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How Imagineers build engaging stories into Disney theme parks

Disney has found that it can improve the experience and engagement of its guests at its theme parks by building deeper stories and light adventures into the settings and rides. In doing so, it brought lessons from movies and video games into the real world of guest entertainment.

The Imagineers wanted to reproduce in the theme parks the feeling of extended, engaged entertainment that people get from great movies or video games, said Asa Kalama, the creative director for Walt Disney Imagineering Research & Development. Imagineering is responsible for creating the rides at theme parks like Disneyland and Disney World, and the job of the Imagineers is to find cool new technologies that can be integrated into the fantasy entertainment in the parks. He spoke about the experiment at the Interactive Storytelling Symposium on Friday at the Computer History Museum in Mountain View, Calif. The event was sponsored by the University of Santa Cruz’s Center for Games and Playable Media. 

In the past, Disney moved into digital characters by showing off animated creatures such as the alien Stitch from Lido & Stitch in its Paris and Hong Kong theme parks. Those “living characters” held unrehearsed, real-time conversations in French and English with children in the parks. Disney used its own proprietary software to respond to queries in a different way for each show, depending on the questions it received from the audience.

“The guest feedback from the living characters was absolutely phenomenal,” Kalama said. “Guests didn’t just sit back and spectate. They go to actively participate. So we decided to take that same paradigm and apply it to everything. What if we decided to let our guests participate in ‘living stories.’ We have all of these amazing experiences, parks built with great play sets. Why not use them to tell our own emergent story experiences?”

The Disney Imagineers saw they had a big opportunity because they had amazing sets in the fantasy environments at the theme parks. It had staff that it called “cast members,” and so the situation was ripe to build movie or game-like experiences.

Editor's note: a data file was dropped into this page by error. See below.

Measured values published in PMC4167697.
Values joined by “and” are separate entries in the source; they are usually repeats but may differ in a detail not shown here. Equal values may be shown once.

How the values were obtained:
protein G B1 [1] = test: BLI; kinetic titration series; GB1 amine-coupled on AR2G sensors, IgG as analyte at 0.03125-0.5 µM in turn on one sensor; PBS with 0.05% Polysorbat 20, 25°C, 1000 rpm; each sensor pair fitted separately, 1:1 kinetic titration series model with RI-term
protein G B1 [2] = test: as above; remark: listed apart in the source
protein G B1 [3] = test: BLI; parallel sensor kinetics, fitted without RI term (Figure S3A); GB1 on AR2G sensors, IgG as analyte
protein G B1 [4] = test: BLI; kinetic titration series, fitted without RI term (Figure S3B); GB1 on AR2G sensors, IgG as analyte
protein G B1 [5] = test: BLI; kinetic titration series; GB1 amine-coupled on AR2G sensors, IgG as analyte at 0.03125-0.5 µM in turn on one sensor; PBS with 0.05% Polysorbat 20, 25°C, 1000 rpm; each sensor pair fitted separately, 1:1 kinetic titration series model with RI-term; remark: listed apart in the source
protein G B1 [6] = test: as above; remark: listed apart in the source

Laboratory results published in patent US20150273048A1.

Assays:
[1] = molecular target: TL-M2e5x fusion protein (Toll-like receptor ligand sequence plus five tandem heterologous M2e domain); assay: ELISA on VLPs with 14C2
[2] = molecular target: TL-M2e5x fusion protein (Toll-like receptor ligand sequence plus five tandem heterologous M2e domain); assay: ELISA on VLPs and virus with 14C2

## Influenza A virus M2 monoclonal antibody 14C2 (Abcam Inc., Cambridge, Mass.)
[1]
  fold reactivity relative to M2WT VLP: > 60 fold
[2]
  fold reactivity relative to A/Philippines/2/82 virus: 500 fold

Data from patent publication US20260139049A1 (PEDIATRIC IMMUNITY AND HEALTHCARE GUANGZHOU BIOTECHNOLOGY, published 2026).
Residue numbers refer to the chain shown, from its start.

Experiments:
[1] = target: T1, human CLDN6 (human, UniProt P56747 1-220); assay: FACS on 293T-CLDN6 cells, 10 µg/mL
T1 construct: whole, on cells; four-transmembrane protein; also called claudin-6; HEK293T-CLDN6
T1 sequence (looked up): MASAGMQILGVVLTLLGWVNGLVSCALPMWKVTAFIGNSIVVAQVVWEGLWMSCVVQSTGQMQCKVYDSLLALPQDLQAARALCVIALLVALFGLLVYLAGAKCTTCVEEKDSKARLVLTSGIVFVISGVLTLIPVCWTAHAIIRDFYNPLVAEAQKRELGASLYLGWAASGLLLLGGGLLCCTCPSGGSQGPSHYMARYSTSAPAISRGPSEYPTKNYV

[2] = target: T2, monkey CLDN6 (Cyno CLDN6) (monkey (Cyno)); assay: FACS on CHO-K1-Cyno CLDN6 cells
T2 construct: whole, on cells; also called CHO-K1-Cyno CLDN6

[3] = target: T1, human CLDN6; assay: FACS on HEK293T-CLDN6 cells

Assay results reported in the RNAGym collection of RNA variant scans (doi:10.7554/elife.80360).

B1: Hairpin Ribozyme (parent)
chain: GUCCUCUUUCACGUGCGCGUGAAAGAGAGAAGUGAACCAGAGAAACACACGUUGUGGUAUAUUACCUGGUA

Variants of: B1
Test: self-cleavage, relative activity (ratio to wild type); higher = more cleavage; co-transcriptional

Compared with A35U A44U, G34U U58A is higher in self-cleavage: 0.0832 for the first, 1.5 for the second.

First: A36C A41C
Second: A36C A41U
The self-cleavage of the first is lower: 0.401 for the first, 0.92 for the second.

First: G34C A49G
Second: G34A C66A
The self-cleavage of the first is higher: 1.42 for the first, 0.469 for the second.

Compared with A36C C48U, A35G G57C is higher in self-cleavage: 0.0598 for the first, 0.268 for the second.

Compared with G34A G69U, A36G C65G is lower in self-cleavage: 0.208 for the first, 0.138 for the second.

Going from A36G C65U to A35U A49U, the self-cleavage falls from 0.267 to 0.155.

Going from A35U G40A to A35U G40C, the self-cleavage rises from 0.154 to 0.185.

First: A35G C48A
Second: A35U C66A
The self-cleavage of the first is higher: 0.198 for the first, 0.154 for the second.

Kalama said the team envisioned experiences that were like movies where the character was immersed in a virtual world, such as West World, The Game, or The Truman Show.

“The guests get to live their own story, with a narrative overlay on the experience that can last a whole day,” he said.

“The critical thing is whether this is a fun experience,” Kalama said. “We had to test to see if this is something that our guests wanted.”

They conceived experiences like a multiday pirate adventure, where guests had to move to a certain location and dig up pirate treasure. There were activities such as fireworks roped into the story. But it was a pretty expensive experience, with a lot of staff workers involved. To make it scale more broadly, Disney had to consider how to automate the storytelling.

The team created a “story engine” using software. They needed an “artificially intelligent director” that could create narratives on the fly for the guests. It would write scenes for the guests as needed in response to what they were saying or doing.

They partnered with Georgia Tech University experts and filmmakers. They built a story-authoring tool. It would take an example of a good story and then remanipulate the scenes within it to create a unique experience for the different guests. Then they did a play test. They found that they were initially creating stories with way too much backstory that the guests didn’t want to learn or read. Those backstories just got in the way of the experience, and so the Imagineers scaled that back.

“We didn’t give our participants enough credit for creating their own backstories,” he said.

They also made use of their live cast members to participate in the stories. In the stories, the guests were assigned goals that had to be reached. The Imagineers didn’t care how those goals were reached, so the guests could create their own paths to reaching the goal. The tests showed that the guests didn’t really want to change the ending or influence it. They were happy to reach the desired ending, but they wanted to get their in a different way. They could pursue a bunch of tasks in any order they wanted.

Then they tested it. The results were enthusiastic. They also started taking the stories that people performed and using them for future stories.

Kalama said, “The guests loved the experience. Our experience showed you had to have a clear qualitative and creative vision that was entirely guest focused. You pick the right tools for reach the goal that you know the guests want. Don’t choose your tools first.”


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